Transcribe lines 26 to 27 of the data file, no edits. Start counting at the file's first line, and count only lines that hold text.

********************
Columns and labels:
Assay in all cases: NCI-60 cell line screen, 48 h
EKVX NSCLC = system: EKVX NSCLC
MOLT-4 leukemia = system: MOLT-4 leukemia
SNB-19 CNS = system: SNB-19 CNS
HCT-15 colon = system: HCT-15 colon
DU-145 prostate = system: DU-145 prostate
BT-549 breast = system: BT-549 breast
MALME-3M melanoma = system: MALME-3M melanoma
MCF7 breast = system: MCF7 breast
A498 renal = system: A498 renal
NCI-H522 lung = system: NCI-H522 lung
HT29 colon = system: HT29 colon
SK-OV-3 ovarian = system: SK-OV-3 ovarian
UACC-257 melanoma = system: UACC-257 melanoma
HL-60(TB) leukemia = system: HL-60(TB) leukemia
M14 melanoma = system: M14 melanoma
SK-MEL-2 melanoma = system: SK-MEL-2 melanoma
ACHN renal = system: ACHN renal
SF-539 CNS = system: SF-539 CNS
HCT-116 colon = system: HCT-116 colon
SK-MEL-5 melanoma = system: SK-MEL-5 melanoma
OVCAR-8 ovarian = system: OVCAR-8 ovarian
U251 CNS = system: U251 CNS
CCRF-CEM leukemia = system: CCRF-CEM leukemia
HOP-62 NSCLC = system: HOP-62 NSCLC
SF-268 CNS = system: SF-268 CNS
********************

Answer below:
HOP-62 NSCLC = system: HOP-62 NSCLC
SF-268 CNS = system: SF-268 CNS